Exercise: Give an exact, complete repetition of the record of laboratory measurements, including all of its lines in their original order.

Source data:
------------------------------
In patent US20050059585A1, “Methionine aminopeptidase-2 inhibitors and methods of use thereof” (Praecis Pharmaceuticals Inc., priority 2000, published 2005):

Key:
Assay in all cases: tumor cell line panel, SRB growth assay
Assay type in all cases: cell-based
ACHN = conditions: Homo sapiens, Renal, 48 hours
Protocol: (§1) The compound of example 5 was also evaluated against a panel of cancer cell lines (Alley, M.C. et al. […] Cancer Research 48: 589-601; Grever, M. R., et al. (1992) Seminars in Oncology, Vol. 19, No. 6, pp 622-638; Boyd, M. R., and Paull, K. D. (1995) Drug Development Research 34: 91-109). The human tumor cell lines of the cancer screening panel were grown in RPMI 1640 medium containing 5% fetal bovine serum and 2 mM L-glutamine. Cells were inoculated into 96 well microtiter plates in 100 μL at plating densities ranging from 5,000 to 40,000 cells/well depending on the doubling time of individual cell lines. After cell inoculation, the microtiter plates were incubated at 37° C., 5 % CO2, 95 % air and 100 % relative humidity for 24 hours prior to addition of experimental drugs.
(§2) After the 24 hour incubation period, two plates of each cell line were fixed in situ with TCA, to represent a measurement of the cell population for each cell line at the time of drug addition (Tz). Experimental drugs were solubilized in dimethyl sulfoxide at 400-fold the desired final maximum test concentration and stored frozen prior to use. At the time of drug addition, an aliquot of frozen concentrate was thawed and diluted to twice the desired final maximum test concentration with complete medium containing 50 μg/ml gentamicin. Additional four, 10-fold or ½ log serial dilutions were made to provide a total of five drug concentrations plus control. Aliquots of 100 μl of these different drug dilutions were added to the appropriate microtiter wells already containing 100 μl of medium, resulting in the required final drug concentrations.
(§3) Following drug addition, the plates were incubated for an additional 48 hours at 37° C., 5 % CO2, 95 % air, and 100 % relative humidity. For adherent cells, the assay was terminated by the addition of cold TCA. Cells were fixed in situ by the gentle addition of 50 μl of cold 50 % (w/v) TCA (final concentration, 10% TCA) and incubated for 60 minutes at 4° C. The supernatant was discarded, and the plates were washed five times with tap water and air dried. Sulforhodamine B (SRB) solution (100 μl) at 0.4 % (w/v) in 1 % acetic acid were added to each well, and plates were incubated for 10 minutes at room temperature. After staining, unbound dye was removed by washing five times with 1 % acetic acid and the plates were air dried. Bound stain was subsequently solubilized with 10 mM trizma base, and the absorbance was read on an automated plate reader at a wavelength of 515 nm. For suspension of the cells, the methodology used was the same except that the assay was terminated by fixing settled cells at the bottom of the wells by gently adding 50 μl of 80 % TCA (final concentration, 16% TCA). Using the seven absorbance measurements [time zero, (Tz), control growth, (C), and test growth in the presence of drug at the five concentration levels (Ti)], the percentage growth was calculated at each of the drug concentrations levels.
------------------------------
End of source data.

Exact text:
In patent US20050059585A1, “Methionine aminopeptidase-2 inhibitors and methods of use thereof” (Praecis Pharmaceuticals Inc., priority 2000, published 2005):

Key:
Assay in all cases: tumor cell line panel, SRB growth assay
Assay type in all cases: cell-based
ACHN = conditions: Homo sapiens, Renal, 48 hours
Protocol: (§1) The compound of example 5 was also evaluated against a panel of cancer cell lines (Alley, M.C. et al. […] Cancer Research 48: 589-601; Grever, M. R., et al. (1992) Seminars in Oncology, Vol. 19, No. 6, pp 622-638; Boyd, M. R., and Paull, K. D. (1995) Drug Development Research 34: 91-109). The human tumor cell lines of the cancer screening panel were grown in RPMI 1640 medium containing 5% fetal bovine serum and 2 mM L-glutamine. Cells were inoculated into 96 well microtiter plates in 100 μL at plating densities ranging from 5,000 to 40,000 cells/well depending on the doubling time of individual cell lines. After cell inoculation, the microtiter plates were incubated at 37° C., 5 % CO2, 95 % air and 100 % relative humidity for 24 hours prior to addition of experimental drugs.
(§2) After the 24 hour incubation period, two plates of each cell line were fixed in situ with TCA, to represent a measurement of the cell population for each cell line at the time of drug addition (Tz). Experimental drugs were solubilized in dimethyl sulfoxide at 400-fold the desired final maximum test concentration and stored frozen prior to use. At the time of drug addition, an aliquot of frozen concentrate was thawed and diluted to twice the desired final maximum test concentration with complete medium containing 50 μg/ml gentamicin. Additional four, 10-fold or ½ log serial dilutions were made to provide a total of five drug concentrations plus control. Aliquots of 100 μl of these different drug dilutions were added to the appropriate microtiter wells already containing 100 μl of medium, resulting in the required final drug concentrations.
(§3) Following drug addition, the plates were incubated for an additional 48 hours at 37° C., 5 % CO2, 95 % air, and 100 % relative humidity. For adherent cells, the assay was terminated by the addition of cold TCA. Cells were fixed in situ by the gentle addition of 50 μl of cold 50 % (w/v) TCA (final concentration, 10% TCA) and incubated for 60 minutes at 4° C. The supernatant was discarded, and the plates were washed five times with tap water and air dried. Sulforhodamine B (SRB) solution (100 μl) at 0.4 % (w/v) in 1 % acetic acid were added to each well, and plates were incubated for 10 minutes at room temperature. After staining, unbound dye was removed by washing five times with 1 % acetic acid and the plates were air dried. Bound stain was subsequently solubilized with 10 mM trizma base, and the absorbance was read on an automated plate reader at a wavelength of 515 nm. For suspension of the cells, the methodology used was the same except that the assay was terminated by fixing settled cells at the bottom of the wells by gently adding 50 μl of 80 % TCA (final concentration, 16% TCA). Using the seven absorbance measurements [time zero, (Tz), control growth, (C), and test growth in the presence of drug at the five concentration levels (Ti)], the percentage growth was calculated at each of the drug concentrations levels.